Here at GreenSky Wealth, we work closely with a team of other professionals to make sure our clients have the very best of help available for important life decisions that sit outside our area of expertise. Ann-Marie Matthews, Associate Solicitor at Barker Gotelee, is one such person. Ann-Marie has been kind enough to agree to share some of her pearls of wisdom with you, dear reader, via our blog. Here’s an important one on Wills.
It’s a pretty worrying truth that Wills are under-appreciated and very often overlooked. In fact, currently around 54% of the British public do not have one.
A few of the common phrases we hear when it comes to discussing why someone doesn’t have a Will yet:
- “I don’t need a Will”
- “I’ll get around to it at some point”
- “I don’t have any assets to give away”
- “I don’t want to talk about death”
- “My family know what I want”
- “It’s a scary subject”
We know that speaking to a solicitor can be a scary prospect. Even more so when the discussion revolves around what will happen when you die. However, creating a Will is a step along the bumpy road to peace of mind for you and your loved ones.
Having A Will
A Will is a legally binding way of dealing with your affairs after your death. There are some very important reasons to have a Will:
- If you do not have a Will, everything you own will be shared out in a way which is decided by the law, not by you or your family
- A Will certainly make matters easier for your loved ones when you die due to the certainty and understanding that comes with it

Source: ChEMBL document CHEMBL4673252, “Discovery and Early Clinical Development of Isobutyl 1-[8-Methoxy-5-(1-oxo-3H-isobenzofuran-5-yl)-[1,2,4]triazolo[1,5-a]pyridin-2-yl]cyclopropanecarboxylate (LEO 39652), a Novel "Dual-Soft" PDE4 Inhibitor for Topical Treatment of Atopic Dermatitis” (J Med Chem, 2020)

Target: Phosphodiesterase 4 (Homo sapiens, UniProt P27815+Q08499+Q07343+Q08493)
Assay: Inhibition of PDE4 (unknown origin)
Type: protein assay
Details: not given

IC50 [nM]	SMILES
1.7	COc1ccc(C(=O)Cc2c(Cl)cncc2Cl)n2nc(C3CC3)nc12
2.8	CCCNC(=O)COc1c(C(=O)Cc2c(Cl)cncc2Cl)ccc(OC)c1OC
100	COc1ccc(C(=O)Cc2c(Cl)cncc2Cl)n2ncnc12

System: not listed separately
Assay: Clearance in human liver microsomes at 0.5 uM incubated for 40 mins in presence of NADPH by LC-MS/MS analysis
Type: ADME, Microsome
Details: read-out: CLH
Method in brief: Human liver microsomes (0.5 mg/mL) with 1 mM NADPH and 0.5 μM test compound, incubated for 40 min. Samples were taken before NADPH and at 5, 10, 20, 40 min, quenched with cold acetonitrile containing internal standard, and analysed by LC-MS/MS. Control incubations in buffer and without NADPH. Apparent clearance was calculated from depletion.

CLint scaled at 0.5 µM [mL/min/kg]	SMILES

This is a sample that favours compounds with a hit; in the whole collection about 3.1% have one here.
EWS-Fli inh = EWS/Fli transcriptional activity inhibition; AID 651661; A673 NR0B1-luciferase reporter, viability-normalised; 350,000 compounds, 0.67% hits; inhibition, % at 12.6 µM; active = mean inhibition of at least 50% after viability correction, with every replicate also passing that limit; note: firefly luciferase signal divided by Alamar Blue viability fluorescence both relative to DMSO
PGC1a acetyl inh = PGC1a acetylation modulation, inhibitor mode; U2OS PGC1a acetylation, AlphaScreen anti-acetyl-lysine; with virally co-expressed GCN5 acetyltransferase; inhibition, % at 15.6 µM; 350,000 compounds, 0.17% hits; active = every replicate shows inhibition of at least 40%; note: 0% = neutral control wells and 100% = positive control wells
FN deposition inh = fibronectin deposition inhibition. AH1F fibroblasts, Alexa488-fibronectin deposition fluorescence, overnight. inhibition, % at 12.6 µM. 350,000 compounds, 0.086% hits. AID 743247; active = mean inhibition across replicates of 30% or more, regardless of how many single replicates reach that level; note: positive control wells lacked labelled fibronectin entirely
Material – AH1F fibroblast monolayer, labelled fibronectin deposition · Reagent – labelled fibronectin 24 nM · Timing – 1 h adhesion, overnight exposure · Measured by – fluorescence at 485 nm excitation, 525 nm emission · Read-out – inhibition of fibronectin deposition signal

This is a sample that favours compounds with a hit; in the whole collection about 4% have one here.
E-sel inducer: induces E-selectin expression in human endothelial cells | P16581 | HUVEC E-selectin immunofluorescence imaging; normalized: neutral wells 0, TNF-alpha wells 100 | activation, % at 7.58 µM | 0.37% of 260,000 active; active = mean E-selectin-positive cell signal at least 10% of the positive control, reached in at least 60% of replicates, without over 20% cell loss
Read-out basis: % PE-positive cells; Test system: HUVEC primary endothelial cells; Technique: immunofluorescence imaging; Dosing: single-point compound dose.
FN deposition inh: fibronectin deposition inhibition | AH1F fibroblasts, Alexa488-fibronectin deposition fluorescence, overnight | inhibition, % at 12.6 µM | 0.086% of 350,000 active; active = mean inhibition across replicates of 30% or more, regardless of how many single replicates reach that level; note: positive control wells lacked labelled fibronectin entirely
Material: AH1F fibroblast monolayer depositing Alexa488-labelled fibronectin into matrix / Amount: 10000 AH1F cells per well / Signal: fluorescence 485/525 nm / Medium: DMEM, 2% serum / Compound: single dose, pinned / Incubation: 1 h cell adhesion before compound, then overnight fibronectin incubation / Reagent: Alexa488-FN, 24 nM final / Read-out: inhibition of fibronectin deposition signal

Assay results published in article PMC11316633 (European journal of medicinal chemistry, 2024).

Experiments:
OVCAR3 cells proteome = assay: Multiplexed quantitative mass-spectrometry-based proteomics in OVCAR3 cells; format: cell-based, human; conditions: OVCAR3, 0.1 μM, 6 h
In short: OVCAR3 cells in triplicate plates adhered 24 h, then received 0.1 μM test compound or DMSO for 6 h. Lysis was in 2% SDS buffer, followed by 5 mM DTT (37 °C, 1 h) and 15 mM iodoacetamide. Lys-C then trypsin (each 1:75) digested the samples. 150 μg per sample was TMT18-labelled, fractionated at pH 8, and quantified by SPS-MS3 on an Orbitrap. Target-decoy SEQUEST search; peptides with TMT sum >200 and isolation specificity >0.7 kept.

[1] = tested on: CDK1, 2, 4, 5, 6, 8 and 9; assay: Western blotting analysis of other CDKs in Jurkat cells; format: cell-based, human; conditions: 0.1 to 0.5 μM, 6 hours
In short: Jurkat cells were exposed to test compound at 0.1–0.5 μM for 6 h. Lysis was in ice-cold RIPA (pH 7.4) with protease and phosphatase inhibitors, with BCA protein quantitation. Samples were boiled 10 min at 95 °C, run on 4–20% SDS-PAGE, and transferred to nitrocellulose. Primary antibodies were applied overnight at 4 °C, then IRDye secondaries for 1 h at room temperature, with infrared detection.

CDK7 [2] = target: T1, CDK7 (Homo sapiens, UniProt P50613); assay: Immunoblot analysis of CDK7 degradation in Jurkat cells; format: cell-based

- A well drafted Will can help with inheritance tax planning
- A Will lets you choose people that you know and trust to deal with your affairs after your death.
In order to truly appreciate the importance of having a Will, you first need to understand what happens if you die without a Will.
What Happens If You Die Without A Will: The Intestacy Rules
If you die without a valid Will, your estate passes via a special set of rules called the Intestacy Rules. Under these rules, matters are out of your hands, and that of your nearest and dearest. Only certain people can inherit your estate when you die. The rules apply in order of closeness. In England and Wales, this is:
- Spouse or civil partner
- Children/grandchildren (including adopted)
- Brothers and sisters
- Uncles and aunts
- The Crown.
The amount that an individual will receive from your estate is uncertain. It depends on the value of your estate when you pass away and who has survived you from the list above.
A special mention must go to the following groups of people who, if you die without a will, will inherit nothing!
- Cohabitants or unmarried partners
- Common law spouses
- Stepparents or stepchildren
- Ex-spouses or civil partners.
So, it is a much better idea to complete a Will, no matter how scary a prospect it is. And it’s a good idea to get a professional to help to make sure everything is done properly. We’re confident that we can make the whole process much less daunting than you might be thinking!
If Ann-Marie has convinced you that it’s time to put a Will in place – and we urge you to do so – you can reach her on 01473 350574 or at [email protected]lee.co.uk